Ben Bierman
CAPE TOWN - The Global Entrepreneurship Monitor South Africa 2016/2017 reports that two-thirds (67%) of small businesses closed last year either because they were not profitable or had encountered problems accessing financing. Access to finance is not only a significant constraint for early-stage entrepreneurs, but also problematic for established businesses.

However, contrary to what many entrepreneurs believe, there are various financiers and investors who are eager to invest in South African entrepreneurs. However, too often finance is not effectively accessed or tapped into.

Many excellent business ideas never get past the “spreadsheet stage” because entrepreneurs cannot find or convince the right investor for their specific business model or because the true potential of their business idea is not effectively conveyed.

Business owners who are seeking finance should conduct thorough research on different financiers before approaching them. Understanding the criteria of the investor or financier and matching their preferences to the entrepreneurs’ business saves time and effort and can improve the success rate and result in a funding proposal that is aligned to both the needs of the financier and the entrepreneur.

It is also important for entrepreneurs to realise that investors often invest more than just money in a business; they are often prepared to invest time by advising and supporting the entrepreneur behind the business. This can only happen if the partnership between the two parties is a good match.

Finding the correct investor and successfully pitching your idea is a valuable business skill that can be enhanced.

Entrepreneurs should consider the following suggestions to improve their success rate in raising finance:

Get connected and network

Investors are out there and are usually only one or two people away from those with whom you regularly do business.

For example, accountants or suppliers can often recommend investors that might be a suitable fit.

Emphasise the “work” in “network” by investigating your options and asking for referrals.

Prepare a sharp and concise story outlining the purpose of the funding you are applying for (to start, expand, restructure and so on)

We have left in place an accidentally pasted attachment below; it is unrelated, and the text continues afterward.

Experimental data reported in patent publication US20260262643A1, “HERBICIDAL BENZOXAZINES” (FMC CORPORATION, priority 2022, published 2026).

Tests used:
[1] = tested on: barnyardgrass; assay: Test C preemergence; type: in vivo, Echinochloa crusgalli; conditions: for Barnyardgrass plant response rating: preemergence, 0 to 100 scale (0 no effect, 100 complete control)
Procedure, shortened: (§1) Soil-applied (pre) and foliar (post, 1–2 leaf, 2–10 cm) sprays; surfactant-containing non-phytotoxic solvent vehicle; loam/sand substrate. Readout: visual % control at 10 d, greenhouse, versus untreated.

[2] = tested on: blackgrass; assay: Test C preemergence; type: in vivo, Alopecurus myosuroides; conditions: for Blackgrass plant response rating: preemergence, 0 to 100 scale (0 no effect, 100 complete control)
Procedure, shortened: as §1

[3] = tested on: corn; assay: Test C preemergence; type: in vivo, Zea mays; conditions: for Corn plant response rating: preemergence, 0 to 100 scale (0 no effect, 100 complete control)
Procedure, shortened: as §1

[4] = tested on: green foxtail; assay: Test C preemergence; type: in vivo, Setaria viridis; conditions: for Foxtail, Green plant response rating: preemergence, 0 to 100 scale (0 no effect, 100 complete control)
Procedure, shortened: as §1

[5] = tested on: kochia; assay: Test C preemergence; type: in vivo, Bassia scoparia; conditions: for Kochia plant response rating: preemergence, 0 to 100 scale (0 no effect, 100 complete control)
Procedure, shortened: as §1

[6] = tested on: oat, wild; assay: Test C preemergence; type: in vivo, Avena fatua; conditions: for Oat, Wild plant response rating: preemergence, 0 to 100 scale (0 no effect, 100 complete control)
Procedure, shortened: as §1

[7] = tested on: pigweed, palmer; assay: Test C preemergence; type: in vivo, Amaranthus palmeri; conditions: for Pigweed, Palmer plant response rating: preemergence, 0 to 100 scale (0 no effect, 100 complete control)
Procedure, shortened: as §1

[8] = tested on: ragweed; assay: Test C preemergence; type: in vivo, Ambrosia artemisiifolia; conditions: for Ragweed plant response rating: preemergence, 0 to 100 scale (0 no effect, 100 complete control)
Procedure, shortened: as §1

Investors need a clear and well-quantified idea of what the money will be used for, as well as realistic financial projections that support the business’s ability to repay the debt or provide a return on investment.

Know all the aspects of your business and incorporate the key points in your business plan, especially your industry analysis and market-segment identification.

The more concise and crisp the business plan, the better.

A compelling description of the core product or service is vital

How unique is it compared to other suppliers? Is there a demonstrated and proven need for the product or service and sufficient market potential to make the investment worthwhile?

Always have a detailed business plan ready

Not only will it help to solidify the knowledge mentioned in the previous point, but you will be able to send or present the plan quickly if a potential investor wants to have a closer look.

This will help to convince them that the business owner is prepared.

Understand the state of the business

Investors want to know where in the life cycle of the business you find yourself and whether the business owner and the support team understand the industry in which the business operates or will operate. Knowing the background and business experience of the entrepreneur and the support team, and the state of the business can provide a level of comfort to the investor regarding their investment decision.

Have an online presence

It is almost guaranteed nowadays that an investor who is interested in a business idea will do a background search on the internet. Therefore, it helps to have a good website and a strong presence on social media in which the entrepreneur’s successes are highlighted - not only in the current business, but in previous ventures and jobs. Most astute investors interrogate the strengths of the business idea and the prowess of the entrepreneur.

Be prepared to pitch in person

Often investors will request a follow-up meeting which includes a detailed presentation of the business plan, profit projections and industry insights. Be prepared for this request and have a more detailed presentation available in advance.

Once contact has been made with a potential investor, stay in touch, even if it is just to ask for advice.

The entrepreneur should also be open to feedback

It is important to show investors that you are open-minded and adaptable. Chances are that the investors you are pitching to can enhance your idea with their advice, whether or not they decide to invest in your business.

Have a realistic exit strategy for the investor

The investor’s thinking is likely to be around whether they can make the best return possible on the investment, so this point should be included in the exit plan. The time frames that most investors work with are between three and seven years.

Ben Bierman is the managing director of Business Partners Limited